If not done, an online return must be made by 31st January 2023, to avoid an automatic penalty of £100.

Why submit a paper return? It enables HRMC to calculate any tax that is payable and collect any outstanding amounts of less than £3000 via Pay As You Earn (PAYE) tax codes in order to spread the payments over a year.

30 December 2022 (upcoming)

If a 2021/22 self-assessment tax return is not submitted by the deadline for paper returns, this leads to any unpaid tax under £3000 can be collected via PAYE tax codes if an online return is submitted. 

PAYE and National Insurance Dates

Under the PAYE scheme, company directors and employers must deal with PAYE and National Insurance Contributions (NICs) at the source. 

Under this, income tax and NICs needs to be deducted from employees, and employers are also accountable for paying employers’ NICs.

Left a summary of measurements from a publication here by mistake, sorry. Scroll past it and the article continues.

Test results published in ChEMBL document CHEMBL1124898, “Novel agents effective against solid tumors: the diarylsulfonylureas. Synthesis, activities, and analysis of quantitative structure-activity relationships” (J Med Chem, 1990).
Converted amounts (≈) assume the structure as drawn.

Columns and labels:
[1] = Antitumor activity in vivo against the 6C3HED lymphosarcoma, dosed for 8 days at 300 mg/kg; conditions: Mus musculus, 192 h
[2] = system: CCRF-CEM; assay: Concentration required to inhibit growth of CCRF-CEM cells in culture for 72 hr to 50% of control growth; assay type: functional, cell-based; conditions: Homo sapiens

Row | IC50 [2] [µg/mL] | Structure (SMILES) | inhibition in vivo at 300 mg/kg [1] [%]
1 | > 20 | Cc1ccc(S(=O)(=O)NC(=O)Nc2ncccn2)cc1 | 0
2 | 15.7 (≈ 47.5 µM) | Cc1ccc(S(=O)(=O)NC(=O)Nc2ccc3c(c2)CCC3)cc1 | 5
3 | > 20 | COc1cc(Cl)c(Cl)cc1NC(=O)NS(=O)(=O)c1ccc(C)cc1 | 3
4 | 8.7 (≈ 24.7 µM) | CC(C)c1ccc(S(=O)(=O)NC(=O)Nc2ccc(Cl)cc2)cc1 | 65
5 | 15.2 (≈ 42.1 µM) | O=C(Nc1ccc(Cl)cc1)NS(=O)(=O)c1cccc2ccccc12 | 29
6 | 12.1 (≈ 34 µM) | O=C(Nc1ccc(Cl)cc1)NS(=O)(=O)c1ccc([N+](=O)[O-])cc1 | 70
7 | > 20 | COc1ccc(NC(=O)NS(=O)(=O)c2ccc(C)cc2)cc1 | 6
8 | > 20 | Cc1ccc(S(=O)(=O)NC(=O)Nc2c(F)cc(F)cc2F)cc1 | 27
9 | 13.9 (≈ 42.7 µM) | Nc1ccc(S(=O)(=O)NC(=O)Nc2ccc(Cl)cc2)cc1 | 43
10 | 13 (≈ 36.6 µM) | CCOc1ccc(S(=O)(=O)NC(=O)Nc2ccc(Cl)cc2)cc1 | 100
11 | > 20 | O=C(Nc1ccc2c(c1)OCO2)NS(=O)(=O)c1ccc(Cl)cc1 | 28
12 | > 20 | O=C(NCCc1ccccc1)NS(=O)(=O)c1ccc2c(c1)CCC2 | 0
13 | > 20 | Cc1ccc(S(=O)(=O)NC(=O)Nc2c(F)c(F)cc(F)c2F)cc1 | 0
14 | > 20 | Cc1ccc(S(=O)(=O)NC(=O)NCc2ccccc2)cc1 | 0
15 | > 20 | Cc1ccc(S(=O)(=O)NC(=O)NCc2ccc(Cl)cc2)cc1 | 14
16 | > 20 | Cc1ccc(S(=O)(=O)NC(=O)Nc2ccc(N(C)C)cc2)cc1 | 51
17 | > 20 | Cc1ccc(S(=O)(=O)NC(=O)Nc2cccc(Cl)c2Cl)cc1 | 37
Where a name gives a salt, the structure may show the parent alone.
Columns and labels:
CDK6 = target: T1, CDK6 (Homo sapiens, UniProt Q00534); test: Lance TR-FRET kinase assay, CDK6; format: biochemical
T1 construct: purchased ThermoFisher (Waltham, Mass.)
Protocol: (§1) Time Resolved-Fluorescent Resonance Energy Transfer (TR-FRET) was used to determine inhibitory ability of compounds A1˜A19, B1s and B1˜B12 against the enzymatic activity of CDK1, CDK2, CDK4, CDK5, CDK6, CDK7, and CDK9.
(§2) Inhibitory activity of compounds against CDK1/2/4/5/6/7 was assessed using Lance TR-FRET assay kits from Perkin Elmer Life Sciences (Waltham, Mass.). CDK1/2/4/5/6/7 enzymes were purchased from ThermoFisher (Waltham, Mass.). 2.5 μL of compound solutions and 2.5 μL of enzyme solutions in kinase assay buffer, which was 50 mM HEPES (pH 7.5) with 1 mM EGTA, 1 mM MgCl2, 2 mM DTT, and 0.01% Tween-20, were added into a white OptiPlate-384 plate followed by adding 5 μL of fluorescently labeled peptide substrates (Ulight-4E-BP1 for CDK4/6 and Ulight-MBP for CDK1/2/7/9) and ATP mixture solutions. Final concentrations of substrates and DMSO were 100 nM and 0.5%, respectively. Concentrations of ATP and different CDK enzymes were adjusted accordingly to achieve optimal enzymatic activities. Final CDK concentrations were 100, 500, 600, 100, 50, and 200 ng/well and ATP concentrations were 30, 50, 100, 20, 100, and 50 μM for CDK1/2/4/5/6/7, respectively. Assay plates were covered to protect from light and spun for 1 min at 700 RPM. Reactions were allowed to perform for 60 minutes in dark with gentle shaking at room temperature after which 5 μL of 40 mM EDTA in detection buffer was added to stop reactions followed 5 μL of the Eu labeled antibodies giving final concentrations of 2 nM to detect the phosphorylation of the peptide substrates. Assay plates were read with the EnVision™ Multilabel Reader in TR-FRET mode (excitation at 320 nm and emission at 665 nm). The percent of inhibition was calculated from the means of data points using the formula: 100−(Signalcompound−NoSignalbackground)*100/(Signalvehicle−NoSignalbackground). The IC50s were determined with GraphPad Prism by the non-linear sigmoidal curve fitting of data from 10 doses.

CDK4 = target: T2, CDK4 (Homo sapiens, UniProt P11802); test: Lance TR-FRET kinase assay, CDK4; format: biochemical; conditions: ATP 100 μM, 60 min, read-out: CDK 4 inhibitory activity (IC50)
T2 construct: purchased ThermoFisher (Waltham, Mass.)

By using the HRMC’s PAYE online system, employers can report PAYE information; this should be reported every time salary payments are made to employees. 

On the 22nd of every month, HMRC must reach income tax and Class 1 NICs by both employer and employee. Payments by post must be made by the 19th of each month.

If the total bill for PAYE and NICs is less than £1500 per month, employers are entitled to pay quarterly. For instance, the dates would be:

Online payments- 22 July, 22 October, 22 January and 22 April.

Payments made by post- 19 July, 19 October, 19 January and 19 April.

Indifference, Class 1A NICs relating to taxable expenses and benefits paid to company directors and employees, are generally calculated at the end of the tax year and paid directly to HRMC.

A tax sheet is presented with a calculator on top of the sheet. Calculating tax expenses.

 31 May 2022 (upcoming)

This is the final date to provide the P60 form for employees that were working for the business on 5 April 2021. P60 form details how much employees have been paid and how much tax and national insurance has been deducted. 

5 July 2022 (upcoming)